A vital element of safety is a line of communication between the surfer and the boat. This can be the driver, but it is easier for the driver to focus on that task if there’s an intermediary – a spotter. This person can watch the surfer closely and communicate their needs to the driver. Simple hand signals are best – a thumbs up or down to indicate speed changes, a directional gesture for turning, a cutting motion to indicate wanting to return to the dock. It doesn’t matter what the signals are as long as the driver or spotter and the surfer agree on the motions.
Driving the Boat
If you’re the one driving the boat for a wake surfer, you have a big responsibility. It’s similar in some ways to other watersports, and different in many others. One similarity is the need for wide visibility, and taking great care to know where your rider is at all times. Unlike other sports, most wake surfing is done between 10 and 12 miles per hour, depending on the boat. Help your surfer pop up by starting them in clean water and accelerating gently. Once they’re up, keep the boat straight and your speed even. Try to be courteous of other boaters and people on the water. When your surfer eventually falls, you want to be wary of your own wave as you complete a wide turn to come alongside them and pick them up. Overall, safety is the key to ensuring a fun day.
Wake Surf Tips & Rules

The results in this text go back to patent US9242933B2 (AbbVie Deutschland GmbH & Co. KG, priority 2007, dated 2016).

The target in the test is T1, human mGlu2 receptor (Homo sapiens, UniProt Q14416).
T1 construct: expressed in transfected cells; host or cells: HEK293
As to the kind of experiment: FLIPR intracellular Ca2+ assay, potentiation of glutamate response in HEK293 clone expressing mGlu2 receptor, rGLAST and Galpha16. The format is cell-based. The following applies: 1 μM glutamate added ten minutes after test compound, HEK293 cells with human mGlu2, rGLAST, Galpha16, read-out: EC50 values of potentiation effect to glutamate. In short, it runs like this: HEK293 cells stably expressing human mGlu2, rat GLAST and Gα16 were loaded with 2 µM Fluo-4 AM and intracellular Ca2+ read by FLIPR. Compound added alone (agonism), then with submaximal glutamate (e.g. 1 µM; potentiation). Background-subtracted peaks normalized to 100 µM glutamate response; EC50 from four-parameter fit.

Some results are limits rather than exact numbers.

Practice makes perfect, as they say – or at least better. Once you stand up for the first time, you may feel ready to take on the wake surfing world, but there’s always more to learn. Here are some easy tips and tricks to make the most out of your new sport. First tip: don’t be afraid to fall! It’s part of the learning process. Just keep getting back up.
Controlling Your Speed
Because wake surfing is all about riding the wave under your own power, it’s important to learn how your positioning and movement changes your ride. Try to stand with your feet shoulder-width apart and your weight centered, which will help you maintain balance and control. To turn the board, shift your weight opposite the direction you want to go. This can help you move into or out of water that’s pulling you along too fast or too slow.
Wake Surf Tricks
One of the primary draws of wake surfing is the potential to perform neat tricks. Once you have a good grasp of the basics and you feel comfortable, moving into simple tricks will feel natural. Simple ones include a riding the top of the wave for a time (a floater), jumping with the board off the surface of the water (an ollie), or a spin. These tricks will lead to even more complicated ones down the line!
Follow Wake Rules
Because of its rapidly growing popularity and its potential for risk, many states and municipalities have instituted rules and regulations around wake surfing in recent years. These are usually based in common sense, such as maintaining safe distances from other vessels, avoiding excessive wake, and prohibiting wake surfing in dangerous conditions (like at night). But it’s important to be aware of any guidelines you might have to follow, just in case!
Keep Proper Distance from Shore
This is more a tip for the driver – stay away from shore. The waves kicked up by wake surfing can be irritating to other people, particularly those on a beach or otherwise enjoying the water from land. If you keep your distance, not only will you avoid a higher concentration of potential obstacles (people, other boats, docks, etc.) but you will be respectful of others’ use of the outdoors.
Wake Surf Tips & Rules
Obviously, wake surfing is not the only fun thing to do with a boat. There are numerous other watersports out there – wakeboarding, water skiing, even tubing. Once you get a taste of one, you’re sure to want to try it all!